Here is your generous and delightful lesbian news for the day. Kimberly McLeod, who is magnificent, penned a lovely letter to LGBT celebrities of varying degrees of outness in Ebony (An aside. Do you follow Ebony on Twitter? You should. They have an excellent Twitter account) today:
Like many lesbian, gay, bisexual, and transgender (LGBT) youth, I remember first turning to the media to find reflections of myself. The depictions, far and few in between, were oftentimes limited. (The lesbian seductress Opal in Spike Lee’s She’s Gotta Have It. The hot-headed Cleo from Set It Off. The privileged, popular girl Evie (played by Nicole Ari Parker) in The Incredibly True Adventures of Two Girls in Love.) But seeing these characters live in their truth, helped me step into mine. I would seldom find real-life examples of what it meant to be both Black and lesbian. These women embodied existing at intersectional identities—something I didn’t see when I attended the campus Gay-Straight Alliance or the Black Student Union. The fictional Opals, Cleos and Evies reminded me that I was not an anomaly. And I was not alone.
If there is even a small part of you that cares about lesbians, you will watch The Incredibly True Adventures of Two Girls in Love without fail. It will be off-putting, at first, to see Tina from The L Word as a baby butch, but you will get used to it. Just look at this:
I think about my own experiences with my immediate family and how my mother has done a complete 180. She went from crying uncontrollably when I came out, to crying uncontrollably when I broke up with my first long-term girlfriend.
Nowadays, it’s more common to find multi-dimensional depictions of Black LGBT people onscreen (think Pariah’s Alike). More and more Black entertainers are also speaking out (pun intended) publicly–from artist Frank Ocean’s letter boldly and bravely professing that his first love was a man to basketball superstar Brittney Griner reminding people to “just be who you are.”
Here is a picture of Brittney Griner, because it takes only the slightest provocation for me to find pictures of Brittney Griner. Let’s all sit quietly for a minute and think about Brittney Griner, who is perfect and has a smile like a hawk with a magnificent secret. Brittney Griner has stars on her shoulders and is more beautiful than the sun. (Take your time.)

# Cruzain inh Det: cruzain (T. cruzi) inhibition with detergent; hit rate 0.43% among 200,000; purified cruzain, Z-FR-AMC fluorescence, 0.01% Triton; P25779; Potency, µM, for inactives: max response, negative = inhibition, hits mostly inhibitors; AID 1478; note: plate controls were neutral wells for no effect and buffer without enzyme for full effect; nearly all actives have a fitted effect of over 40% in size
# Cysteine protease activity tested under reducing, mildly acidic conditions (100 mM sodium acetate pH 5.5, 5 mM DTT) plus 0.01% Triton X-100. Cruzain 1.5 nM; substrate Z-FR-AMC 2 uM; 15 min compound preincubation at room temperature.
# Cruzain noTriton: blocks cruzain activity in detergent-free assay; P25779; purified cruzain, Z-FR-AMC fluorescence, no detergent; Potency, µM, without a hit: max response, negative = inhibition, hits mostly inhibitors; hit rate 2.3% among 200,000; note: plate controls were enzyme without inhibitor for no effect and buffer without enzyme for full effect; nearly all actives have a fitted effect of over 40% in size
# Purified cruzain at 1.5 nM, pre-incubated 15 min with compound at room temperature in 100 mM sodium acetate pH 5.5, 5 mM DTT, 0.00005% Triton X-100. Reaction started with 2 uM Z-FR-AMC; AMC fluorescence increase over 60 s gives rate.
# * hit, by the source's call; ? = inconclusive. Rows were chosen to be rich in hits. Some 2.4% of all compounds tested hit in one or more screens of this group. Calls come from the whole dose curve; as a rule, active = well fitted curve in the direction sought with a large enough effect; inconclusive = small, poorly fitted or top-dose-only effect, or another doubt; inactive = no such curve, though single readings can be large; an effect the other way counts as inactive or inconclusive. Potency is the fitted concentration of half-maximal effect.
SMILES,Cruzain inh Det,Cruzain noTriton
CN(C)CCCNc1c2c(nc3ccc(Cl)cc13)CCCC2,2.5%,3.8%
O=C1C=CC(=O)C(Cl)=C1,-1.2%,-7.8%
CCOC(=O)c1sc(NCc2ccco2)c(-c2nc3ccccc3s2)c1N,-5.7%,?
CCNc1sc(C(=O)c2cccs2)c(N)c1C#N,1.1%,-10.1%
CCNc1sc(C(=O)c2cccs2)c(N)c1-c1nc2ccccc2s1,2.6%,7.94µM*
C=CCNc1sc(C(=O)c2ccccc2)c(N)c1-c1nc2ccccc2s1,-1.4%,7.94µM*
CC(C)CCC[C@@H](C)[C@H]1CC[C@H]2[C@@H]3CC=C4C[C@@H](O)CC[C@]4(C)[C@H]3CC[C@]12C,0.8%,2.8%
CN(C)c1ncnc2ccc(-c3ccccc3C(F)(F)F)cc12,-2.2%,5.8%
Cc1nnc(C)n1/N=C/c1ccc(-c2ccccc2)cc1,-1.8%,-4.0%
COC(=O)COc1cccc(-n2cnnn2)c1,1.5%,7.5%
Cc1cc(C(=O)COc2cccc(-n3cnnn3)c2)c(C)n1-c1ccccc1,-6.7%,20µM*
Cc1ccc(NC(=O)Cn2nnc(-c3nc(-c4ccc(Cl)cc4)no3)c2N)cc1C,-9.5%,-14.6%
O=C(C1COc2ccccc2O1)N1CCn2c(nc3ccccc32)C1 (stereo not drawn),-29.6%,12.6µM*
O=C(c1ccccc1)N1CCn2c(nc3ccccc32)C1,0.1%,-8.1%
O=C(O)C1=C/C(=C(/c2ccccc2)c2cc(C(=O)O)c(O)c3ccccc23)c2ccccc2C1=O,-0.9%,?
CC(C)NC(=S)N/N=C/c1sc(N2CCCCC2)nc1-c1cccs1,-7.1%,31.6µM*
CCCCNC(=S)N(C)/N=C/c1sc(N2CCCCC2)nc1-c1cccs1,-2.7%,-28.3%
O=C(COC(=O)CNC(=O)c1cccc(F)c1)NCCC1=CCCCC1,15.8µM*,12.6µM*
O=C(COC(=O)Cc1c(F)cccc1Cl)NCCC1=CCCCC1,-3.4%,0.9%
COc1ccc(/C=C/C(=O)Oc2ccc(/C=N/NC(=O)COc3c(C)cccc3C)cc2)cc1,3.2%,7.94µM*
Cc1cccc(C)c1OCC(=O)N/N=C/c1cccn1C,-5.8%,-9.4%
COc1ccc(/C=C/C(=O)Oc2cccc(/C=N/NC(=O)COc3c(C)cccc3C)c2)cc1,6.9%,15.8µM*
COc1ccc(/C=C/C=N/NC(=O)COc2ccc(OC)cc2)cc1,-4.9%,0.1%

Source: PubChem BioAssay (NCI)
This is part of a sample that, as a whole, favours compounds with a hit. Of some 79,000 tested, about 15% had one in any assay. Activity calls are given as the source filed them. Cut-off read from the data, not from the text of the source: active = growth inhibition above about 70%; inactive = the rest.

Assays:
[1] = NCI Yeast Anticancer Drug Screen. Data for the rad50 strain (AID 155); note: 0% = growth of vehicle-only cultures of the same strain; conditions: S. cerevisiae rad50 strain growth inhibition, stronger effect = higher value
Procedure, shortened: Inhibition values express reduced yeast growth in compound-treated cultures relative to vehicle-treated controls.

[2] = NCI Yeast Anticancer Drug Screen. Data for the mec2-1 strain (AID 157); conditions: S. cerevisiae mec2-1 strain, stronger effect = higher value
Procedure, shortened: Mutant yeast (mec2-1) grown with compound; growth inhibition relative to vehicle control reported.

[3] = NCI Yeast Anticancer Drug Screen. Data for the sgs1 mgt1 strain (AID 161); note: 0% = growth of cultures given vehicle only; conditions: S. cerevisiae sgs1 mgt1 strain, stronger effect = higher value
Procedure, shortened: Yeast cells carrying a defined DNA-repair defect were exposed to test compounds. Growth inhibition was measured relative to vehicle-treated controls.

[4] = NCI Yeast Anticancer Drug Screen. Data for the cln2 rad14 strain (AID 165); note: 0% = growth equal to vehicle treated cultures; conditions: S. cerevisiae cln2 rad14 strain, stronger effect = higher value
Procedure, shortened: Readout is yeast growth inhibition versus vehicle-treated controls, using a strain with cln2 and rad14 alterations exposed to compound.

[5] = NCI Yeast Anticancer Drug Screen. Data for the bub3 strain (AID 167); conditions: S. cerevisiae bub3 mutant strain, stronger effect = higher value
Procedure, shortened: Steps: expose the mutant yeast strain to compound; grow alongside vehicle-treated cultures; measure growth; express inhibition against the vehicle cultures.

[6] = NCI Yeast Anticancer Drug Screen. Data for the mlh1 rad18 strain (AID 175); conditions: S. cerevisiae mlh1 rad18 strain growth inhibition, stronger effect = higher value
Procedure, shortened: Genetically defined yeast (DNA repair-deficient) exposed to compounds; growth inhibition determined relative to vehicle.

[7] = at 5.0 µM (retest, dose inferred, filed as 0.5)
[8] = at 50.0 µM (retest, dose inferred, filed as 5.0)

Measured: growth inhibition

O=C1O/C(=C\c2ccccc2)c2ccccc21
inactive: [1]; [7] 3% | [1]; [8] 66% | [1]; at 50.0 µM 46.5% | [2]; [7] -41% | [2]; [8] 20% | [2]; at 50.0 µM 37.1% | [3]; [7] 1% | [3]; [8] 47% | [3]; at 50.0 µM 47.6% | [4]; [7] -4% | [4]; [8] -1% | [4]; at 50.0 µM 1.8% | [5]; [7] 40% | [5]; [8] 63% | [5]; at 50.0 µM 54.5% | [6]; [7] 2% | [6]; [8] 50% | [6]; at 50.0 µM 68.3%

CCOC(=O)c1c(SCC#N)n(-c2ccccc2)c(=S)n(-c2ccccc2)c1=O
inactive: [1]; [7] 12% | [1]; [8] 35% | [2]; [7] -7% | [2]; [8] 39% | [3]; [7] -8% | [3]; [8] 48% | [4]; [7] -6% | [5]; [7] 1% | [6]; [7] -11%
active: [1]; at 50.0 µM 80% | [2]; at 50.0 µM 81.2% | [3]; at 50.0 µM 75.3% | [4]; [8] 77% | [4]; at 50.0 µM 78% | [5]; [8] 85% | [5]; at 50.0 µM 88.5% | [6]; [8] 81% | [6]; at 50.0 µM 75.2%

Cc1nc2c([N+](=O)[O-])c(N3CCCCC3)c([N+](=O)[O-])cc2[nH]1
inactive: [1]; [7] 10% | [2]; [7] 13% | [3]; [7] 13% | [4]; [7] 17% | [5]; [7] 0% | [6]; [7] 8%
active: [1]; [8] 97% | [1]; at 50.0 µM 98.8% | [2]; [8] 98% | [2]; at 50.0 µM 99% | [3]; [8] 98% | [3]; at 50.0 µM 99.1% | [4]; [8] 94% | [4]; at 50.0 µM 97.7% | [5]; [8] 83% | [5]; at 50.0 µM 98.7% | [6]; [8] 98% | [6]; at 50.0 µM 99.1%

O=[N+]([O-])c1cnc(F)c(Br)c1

Brittney Griner is as tall as a fresh yew tree and has a jawbone made of pure velvet. If she asked, I would bring her breakfast every day and quietly stand against a window until she needed something. So far she has not asked, but I’m just putting it out there and letting the universe bring good things to me.
Admittedly, it took me some time not to be disappointed when a rumored-to-be-gay celebrity didn’t unabashedly declare their LGBT identity. How selfish of you not to use your platform, I thought. Now, I realize it is not my place to police someone else’s journey. In fact, it’s counterintuitive. Bullying anyone out of the closet is internalizing the same shame tactics people employ to keep us in.
That is not to downplay the importance of visibility. It matters immensely. People move along their support of LGBT people after personally knowing someone who is gay or viewing an LGBT person onscreen. It’s then that folks realize gay and transgender people are just trying to survive and thrive. It’s then that LGBT youth (and adults) feel affirmed.
But your private life is just that. Yours.
If you choose to let me and the rest of the world in, I promise to come from a place of love and compassion. Despite the critics, there is a family of Black LGBT and ally brothers, sisters, uncles, and aunts ready to love on you. We’ll be right here with our arms extended, waiting to welcome you home.
McLeod is also the founding editor of Elixher, an absolutely tremendous online magazine for queer Black women. Some of the more recent articles include “A Love Letter to Studs and Bois” (“You know me. I’m that femme giving you the gay-gal-gaze from the corner of a homey bookstore café. Yeah, I’m the femme blushing and biting my lips because I can’t stand how good y’all look all the time.” Oh, my God, it’s so good) and a “Disrupting Gender” photography series. You are excused from reading The Toast for the rest of the day to go read Elixher; we’ll be here when you get back.
Please feel free to share your tales of Bois/Butches/Studs I Have Known and Loved in the comments.
Mallory is an Editor of The Toast.